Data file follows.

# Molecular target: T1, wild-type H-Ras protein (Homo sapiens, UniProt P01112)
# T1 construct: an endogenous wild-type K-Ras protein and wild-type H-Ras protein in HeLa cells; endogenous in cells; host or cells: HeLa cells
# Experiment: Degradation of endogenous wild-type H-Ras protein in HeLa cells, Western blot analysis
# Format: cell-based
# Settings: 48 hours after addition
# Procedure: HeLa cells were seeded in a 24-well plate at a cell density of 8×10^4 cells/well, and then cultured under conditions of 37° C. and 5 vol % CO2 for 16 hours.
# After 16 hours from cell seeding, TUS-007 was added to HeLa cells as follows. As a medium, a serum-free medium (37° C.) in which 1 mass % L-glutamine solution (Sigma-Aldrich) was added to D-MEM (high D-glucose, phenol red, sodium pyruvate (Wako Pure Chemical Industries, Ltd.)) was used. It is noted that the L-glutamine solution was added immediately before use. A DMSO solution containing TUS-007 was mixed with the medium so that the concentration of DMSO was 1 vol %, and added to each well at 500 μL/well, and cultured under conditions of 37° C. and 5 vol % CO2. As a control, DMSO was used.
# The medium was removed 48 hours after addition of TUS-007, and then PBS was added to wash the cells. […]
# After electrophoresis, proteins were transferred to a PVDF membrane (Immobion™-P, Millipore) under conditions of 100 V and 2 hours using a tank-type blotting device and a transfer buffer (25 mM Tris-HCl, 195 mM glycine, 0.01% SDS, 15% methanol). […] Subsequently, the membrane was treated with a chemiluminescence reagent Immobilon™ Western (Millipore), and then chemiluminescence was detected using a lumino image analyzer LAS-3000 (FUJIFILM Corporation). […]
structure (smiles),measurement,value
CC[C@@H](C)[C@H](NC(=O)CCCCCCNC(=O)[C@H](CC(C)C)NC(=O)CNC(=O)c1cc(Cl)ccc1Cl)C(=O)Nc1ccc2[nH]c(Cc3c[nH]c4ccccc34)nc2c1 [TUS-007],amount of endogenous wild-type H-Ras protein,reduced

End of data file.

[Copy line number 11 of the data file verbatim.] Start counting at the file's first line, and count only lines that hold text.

CC[C@@H](C)[C@H](NC(=O)CCCCCCNC(=O)[C@H](CC(C)C)NC(=O)CNC(=O)c1cc(Cl)ccc1Cl)C(=O)Nc1ccc2[nH]c(Cc3c[nH]c4ccccc34)nc2c1 [TUS-007],amount of endogenous wild-type H-Ras protein,reduced